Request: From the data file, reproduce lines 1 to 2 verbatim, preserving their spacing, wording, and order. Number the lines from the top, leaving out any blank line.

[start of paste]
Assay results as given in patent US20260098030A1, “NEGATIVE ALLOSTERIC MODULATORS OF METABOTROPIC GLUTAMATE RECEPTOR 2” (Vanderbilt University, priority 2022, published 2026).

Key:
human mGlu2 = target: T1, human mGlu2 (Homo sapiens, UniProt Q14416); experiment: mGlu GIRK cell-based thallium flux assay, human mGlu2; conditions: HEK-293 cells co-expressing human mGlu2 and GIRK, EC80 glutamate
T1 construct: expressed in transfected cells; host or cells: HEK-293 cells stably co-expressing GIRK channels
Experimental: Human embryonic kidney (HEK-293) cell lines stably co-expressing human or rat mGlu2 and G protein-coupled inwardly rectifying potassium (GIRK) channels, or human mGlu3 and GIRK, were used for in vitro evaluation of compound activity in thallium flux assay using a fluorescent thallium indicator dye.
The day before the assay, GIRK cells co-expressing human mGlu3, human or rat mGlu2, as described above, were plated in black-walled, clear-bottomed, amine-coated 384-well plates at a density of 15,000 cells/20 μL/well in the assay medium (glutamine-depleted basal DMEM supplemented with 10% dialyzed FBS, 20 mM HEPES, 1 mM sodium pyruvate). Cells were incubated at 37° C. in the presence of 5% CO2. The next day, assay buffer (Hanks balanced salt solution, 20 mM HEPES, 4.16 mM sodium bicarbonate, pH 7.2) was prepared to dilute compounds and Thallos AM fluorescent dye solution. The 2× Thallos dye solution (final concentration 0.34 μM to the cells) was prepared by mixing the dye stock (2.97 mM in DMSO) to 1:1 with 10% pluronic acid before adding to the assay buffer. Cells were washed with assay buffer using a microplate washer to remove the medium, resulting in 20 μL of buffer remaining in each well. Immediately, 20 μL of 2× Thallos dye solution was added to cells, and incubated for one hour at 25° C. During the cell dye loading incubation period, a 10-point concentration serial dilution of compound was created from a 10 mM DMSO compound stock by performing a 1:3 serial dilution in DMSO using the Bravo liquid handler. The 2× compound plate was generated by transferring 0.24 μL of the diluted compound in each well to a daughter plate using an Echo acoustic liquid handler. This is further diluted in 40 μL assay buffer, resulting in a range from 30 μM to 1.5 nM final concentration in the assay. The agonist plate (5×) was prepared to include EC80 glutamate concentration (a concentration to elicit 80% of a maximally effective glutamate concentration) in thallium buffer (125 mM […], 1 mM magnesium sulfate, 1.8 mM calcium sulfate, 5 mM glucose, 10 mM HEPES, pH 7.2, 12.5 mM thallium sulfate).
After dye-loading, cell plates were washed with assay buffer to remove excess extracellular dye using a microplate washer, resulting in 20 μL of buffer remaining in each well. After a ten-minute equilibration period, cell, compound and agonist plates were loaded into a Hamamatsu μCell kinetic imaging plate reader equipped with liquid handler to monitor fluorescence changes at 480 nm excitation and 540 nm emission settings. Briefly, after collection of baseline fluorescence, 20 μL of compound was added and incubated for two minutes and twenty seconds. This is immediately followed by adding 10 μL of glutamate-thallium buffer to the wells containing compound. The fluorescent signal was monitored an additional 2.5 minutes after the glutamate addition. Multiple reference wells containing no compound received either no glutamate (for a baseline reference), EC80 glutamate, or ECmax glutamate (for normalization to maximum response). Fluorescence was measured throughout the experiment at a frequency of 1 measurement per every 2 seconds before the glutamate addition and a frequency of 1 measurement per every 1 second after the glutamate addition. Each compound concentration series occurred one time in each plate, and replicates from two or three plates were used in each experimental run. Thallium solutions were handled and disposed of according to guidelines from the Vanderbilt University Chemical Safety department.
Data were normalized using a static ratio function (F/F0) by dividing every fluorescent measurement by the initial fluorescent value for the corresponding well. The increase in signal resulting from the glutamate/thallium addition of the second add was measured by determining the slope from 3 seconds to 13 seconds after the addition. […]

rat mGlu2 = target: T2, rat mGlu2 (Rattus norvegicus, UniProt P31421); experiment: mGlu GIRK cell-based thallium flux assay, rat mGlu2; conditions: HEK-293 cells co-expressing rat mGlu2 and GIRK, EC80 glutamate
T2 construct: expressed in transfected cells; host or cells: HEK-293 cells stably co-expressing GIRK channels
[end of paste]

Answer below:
Assay results as given in patent US20260098030A1, “NEGATIVE ALLOSTERIC MODULATORS OF METABOTROPIC GLUTAMATE RECEPTOR 2” (Vanderbilt University, priority 2022, published 2026).

Key: